Because many of the sources that AI companies used to train their new tools were formal writing by educated native English speakers, AI writing sounds fluent and well-educated on the surface (word order, word choice). However, remember that these tools create writing based on word frequency and the likelihood that a given word will come after another word or that a given sentence will come after another sentence. Think of it like an advanced version of predictive text on your cell phone. (Of course, the software is more complicated than that!)

One problem with the writing produced by these AI tools is that the next most common word or sentence is sometimes out of context or disjointed. To prevent this problem, these AI tools seem to have algorithms that put in extra transition words between sentences to make the sentences sound more connected. The goal is to help the writing flow better, but when the conjunction is wrong or unnecessary, the opposite happens. The writing becomes choppy and confusing. The content from generative AI tools is often a wordy and generic approximation of corporate writing. The result is that the writing sounds like any unconvincing corporate writer: oddly formal, overly repetitive, stilted, and bland. It’s even worse if the output is factually inaccurate (a common problem in AI-generated text).

Example: Writing an Essay on the Rainforest

Now let’s apply this knowledge to an example. You might enter a command like, “write an essay about the destruction of the world’s rainforests over the last 40 years.” You may try something more specific, like, “write a 1500-word college-level essay about the destruction of the world’s rainforests over the last 40 years.”

In response, ChatGPT might scan its data for the keywords in the command and see which words, sentences, and phrases usually come along with those keywords. The tool might also have algorithms to know how formal or informal words are so it can choose words based on the requests in the command (college-level, in our example).

If you remember from your high school English days, an essay needs supporting evidence and examples that prove your point. This seems like a perfect opportunity for generative AI, right? So, in response to this prompt, we get a five-paragraph essay that seems useful on its surface.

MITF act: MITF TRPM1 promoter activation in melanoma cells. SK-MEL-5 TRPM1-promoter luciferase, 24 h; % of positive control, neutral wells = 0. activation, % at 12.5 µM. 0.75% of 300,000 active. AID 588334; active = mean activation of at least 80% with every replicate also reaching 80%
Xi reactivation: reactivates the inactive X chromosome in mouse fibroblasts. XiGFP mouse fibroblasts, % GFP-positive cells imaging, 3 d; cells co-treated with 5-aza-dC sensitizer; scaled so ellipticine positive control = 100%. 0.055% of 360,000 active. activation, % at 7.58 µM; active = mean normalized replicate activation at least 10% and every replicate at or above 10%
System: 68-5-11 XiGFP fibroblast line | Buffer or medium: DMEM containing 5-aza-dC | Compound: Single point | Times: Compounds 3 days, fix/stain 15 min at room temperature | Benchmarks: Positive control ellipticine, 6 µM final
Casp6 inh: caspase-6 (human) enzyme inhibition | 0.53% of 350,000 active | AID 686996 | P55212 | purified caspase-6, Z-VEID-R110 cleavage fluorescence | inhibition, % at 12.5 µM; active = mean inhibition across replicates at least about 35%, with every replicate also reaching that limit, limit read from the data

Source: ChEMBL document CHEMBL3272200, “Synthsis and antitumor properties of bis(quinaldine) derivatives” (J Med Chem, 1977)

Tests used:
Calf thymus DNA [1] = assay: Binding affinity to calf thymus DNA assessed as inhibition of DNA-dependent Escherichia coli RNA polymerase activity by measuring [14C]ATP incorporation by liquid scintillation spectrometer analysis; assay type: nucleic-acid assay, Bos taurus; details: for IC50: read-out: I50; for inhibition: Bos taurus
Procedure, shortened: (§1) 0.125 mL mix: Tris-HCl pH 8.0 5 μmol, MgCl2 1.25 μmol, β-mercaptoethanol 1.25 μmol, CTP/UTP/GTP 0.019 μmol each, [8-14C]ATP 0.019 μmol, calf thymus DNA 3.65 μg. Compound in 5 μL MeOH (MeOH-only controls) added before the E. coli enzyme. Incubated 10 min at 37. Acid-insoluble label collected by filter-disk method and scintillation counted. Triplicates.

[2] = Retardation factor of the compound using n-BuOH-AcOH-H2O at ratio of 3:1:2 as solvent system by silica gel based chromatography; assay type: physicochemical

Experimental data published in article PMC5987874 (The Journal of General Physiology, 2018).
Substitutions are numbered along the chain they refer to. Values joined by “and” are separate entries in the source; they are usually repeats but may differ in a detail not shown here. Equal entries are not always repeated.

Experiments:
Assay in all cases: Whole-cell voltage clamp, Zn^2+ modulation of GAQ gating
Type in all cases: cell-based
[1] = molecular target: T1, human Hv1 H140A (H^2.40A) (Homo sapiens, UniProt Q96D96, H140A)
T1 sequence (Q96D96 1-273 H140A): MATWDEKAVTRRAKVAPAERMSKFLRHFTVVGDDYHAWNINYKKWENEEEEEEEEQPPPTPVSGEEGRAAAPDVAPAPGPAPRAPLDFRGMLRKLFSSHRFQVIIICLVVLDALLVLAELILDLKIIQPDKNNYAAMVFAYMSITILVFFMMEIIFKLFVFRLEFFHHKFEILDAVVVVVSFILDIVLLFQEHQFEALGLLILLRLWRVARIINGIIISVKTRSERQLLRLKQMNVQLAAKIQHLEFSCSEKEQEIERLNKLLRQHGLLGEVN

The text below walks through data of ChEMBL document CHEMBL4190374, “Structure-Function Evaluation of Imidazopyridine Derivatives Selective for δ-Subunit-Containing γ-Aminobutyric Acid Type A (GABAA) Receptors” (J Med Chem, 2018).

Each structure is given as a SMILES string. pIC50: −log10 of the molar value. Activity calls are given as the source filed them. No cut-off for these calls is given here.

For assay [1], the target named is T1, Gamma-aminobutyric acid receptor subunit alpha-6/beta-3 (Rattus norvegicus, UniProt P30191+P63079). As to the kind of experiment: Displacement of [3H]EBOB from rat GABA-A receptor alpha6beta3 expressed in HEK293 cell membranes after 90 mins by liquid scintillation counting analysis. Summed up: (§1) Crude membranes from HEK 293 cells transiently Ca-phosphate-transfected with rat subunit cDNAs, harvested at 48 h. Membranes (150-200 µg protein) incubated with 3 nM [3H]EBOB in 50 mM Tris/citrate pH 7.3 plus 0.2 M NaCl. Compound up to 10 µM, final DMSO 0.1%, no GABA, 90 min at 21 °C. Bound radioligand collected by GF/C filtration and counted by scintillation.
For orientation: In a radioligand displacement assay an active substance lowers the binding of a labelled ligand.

In its output, ChatGPT wrote three sentences with almost identical syntax in the three supporting evidence paragraphs:

  1. This destructive practice not only destroys the forest canopy but also disrupts the fragile ecosystem, jeopardizing the survival of countless plant and animal species.
  2. Mining activities, such as gold and bauxite extraction, not only destroy vast stretches of rainforest but also contaminate rivers and soil, causing irreparable damage to the ecosystem.
  3. This loss of biodiversity not only diminishes the intrinsic value of these ecosystems but also hampers potential medical advancements and disrupts intricate ecological relationships.

It quickly becomes clear that ChatGPT’s algorithms tell the AI tool to do something like this:

  1. Find the words that are most commonly used in paragraphs or essays that already include the terms rainforest, destruction, and last 40 years.
  2. Of those words, which ones are often the closest to the words example or instance? Use those words to write sentences about examples.
  3. To have fewer paragraphs, combine these sentences about the examples using the conjunctions not only and but also. (There is no way for the AI tool to know whether the examples are connected to each other in the real world; that’s probably why it combined medicinal plants with ecological relationships between species.)